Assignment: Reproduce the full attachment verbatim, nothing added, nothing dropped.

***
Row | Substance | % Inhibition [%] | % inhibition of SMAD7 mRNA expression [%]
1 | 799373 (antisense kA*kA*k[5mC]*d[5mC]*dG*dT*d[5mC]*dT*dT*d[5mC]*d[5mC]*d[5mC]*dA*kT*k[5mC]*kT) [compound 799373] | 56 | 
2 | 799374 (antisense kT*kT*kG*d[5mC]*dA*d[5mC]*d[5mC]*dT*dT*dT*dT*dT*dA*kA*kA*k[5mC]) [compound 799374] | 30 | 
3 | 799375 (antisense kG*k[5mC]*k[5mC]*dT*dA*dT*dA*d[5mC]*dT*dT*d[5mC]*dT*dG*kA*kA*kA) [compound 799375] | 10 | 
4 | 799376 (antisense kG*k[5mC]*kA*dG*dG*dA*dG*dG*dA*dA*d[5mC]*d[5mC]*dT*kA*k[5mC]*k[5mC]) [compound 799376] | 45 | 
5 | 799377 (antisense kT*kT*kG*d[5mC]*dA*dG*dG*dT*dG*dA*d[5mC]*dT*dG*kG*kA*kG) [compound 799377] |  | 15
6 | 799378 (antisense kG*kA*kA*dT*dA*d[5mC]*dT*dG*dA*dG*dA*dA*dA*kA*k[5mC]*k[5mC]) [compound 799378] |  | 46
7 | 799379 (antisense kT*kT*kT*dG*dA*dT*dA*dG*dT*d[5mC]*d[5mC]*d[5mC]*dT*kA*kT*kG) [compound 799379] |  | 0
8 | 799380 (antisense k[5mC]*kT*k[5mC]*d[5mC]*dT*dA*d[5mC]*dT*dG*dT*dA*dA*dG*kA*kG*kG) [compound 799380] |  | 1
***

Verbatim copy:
Row | Substance | % Inhibition [%] | % inhibition of SMAD7 mRNA expression [%]
1 | 799373 (antisense kA*kA*k[5mC]*d[5mC]*dG*dT*d[5mC]*dT*dT*d[5mC]*d[5mC]*d[5mC]*dA*kT*k[5mC]*kT) [compound 799373] | 56 | 
2 | 799374 (antisense kT*kT*kG*d[5mC]*dA*d[5mC]*d[5mC]*dT*dT*dT*dT*dT*dA*kA*kA*k[5mC]) [compound 799374] | 30 | 
3 | 799375 (antisense kG*k[5mC]*k[5mC]*dT*dA*dT*dA*d[5mC]*dT*dT*d[5mC]*dT*dG*kA*kA*kA) [compound 799375] | 10 | 
4 | 799376 (antisense kG*k[5mC]*kA*dG*dG*dA*dG*dG*dA*dA*d[5mC]*d[5mC]*dT*kA*k[5mC]*k[5mC]) [compound 799376] | 45 | 
5 | 799377 (antisense kT*kT*kG*d[5mC]*dA*dG*dG*dT*dG*dA*d[5mC]*dT*dG*kG*kA*kG) [compound 799377] |  | 15
6 | 799378 (antisense kG*kA*kA*dT*dA*d[5mC]*dT*dG*dA*dG*dA*dA*dA*kA*k[5mC]*k[5mC]) [compound 799378] |  | 46
7 | 799379 (antisense kT*kT*kT*dG*dA*dT*dA*dG*dT*d[5mC]*d[5mC]*d[5mC]*dT*kA*kT*kG) [compound 799379] |  | 0
8 | 799380 (antisense k[5mC]*kT*k[5mC]*d[5mC]*dT*dA*d[5mC]*dT*dG*dT*dA*dA*dG*kA*kG*kG) [compound 799380] |  | 1